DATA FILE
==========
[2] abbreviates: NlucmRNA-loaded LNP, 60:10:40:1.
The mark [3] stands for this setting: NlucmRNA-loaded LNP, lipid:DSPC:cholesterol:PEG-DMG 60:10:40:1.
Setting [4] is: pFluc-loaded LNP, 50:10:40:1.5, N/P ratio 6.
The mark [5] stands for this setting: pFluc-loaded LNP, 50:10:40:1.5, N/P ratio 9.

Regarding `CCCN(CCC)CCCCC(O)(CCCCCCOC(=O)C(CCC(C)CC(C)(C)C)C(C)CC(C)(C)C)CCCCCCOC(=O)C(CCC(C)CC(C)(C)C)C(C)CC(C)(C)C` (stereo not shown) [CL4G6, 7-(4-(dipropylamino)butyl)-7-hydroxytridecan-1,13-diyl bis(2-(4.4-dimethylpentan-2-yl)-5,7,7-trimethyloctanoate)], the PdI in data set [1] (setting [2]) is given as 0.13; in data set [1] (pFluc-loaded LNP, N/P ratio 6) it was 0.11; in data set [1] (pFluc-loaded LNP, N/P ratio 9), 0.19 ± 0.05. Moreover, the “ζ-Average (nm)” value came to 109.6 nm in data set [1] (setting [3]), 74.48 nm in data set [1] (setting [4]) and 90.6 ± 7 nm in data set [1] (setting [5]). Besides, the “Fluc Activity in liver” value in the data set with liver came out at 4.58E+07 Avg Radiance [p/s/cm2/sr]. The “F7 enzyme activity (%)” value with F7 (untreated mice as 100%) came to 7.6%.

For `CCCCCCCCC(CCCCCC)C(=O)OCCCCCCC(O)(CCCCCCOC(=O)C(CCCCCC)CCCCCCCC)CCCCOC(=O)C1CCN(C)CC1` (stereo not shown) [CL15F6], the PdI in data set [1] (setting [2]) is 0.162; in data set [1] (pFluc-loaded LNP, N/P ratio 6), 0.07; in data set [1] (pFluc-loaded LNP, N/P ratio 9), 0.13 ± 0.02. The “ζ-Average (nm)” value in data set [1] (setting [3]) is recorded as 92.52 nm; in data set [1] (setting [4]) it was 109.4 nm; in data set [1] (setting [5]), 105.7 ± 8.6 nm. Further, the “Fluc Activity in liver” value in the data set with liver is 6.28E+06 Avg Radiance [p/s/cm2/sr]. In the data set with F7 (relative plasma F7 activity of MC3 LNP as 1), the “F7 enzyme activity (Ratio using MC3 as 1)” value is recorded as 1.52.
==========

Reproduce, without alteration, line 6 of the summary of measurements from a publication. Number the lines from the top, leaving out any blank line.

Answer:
For `CCCCCCCCC(CCCCCC)C(=O)OCCCCCCC(O)(CCCCCCOC(=O)C(CCCCCC)CCCCCCCC)CCCCOC(=O)C1CCN(C)CC1` (stereo not shown) [CL15F6], the PdI in data set [1] (setting [2]) is 0.162; in data set [1] (pFluc-loaded LNP, N/P ratio 6), 0.07; in data set [1] (pFluc-loaded LNP, N/P ratio 9), 0.13 ± 0.02. The “ζ-Average (nm)” value in data set [1] (setting [3]) is recorded as 92.52 nm; in data set [1] (setting [4]) it was 109.4 nm; in data set [1] (setting [5]), 105.7 ± 8.6 nm. Further, the “Fluc Activity in liver” value in the data set with liver is 6.28E+06 Avg Radiance [p/s/cm2/sr]. In the data set with F7 (relative plasma F7 activity of MC3 LNP as 1), the “F7 enzyme activity (Ratio using MC3 as 1)” value is recorded as 1.52.